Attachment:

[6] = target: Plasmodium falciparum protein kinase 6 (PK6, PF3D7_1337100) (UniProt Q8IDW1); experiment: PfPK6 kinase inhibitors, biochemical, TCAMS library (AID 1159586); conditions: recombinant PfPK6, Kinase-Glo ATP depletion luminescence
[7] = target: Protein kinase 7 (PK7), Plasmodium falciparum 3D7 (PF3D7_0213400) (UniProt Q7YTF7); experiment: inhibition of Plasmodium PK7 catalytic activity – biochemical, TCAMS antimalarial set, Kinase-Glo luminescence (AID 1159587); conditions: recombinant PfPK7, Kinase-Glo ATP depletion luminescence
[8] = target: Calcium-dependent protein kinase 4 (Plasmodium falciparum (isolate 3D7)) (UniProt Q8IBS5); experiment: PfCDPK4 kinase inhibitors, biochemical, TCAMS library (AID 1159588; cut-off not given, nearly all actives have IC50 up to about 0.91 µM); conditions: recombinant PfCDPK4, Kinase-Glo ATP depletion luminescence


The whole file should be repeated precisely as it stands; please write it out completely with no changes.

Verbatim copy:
[6] = target: Plasmodium falciparum protein kinase 6 (PK6, PF3D7_1337100) (UniProt Q8IDW1); experiment: PfPK6 kinase inhibitors, biochemical, TCAMS library (AID 1159586); conditions: recombinant PfPK6, Kinase-Glo ATP depletion luminescence
[7] = target: Protein kinase 7 (PK7), Plasmodium falciparum 3D7 (PF3D7_0213400) (UniProt Q7YTF7); experiment: inhibition of Plasmodium PK7 catalytic activity – biochemical, TCAMS antimalarial set, Kinase-Glo luminescence (AID 1159587); conditions: recombinant PfPK7, Kinase-Glo ATP depletion luminescence
[8] = target: Calcium-dependent protein kinase 4 (Plasmodium falciparum (isolate 3D7)) (UniProt Q8IBS5); experiment: PfCDPK4 kinase inhibitors, biochemical, TCAMS library (AID 1159588; cut-off not given, nearly all actives have IC50 up to about 0.91 µM); conditions: recombinant PfCDPK4, Kinase-Glo ATP depletion luminescence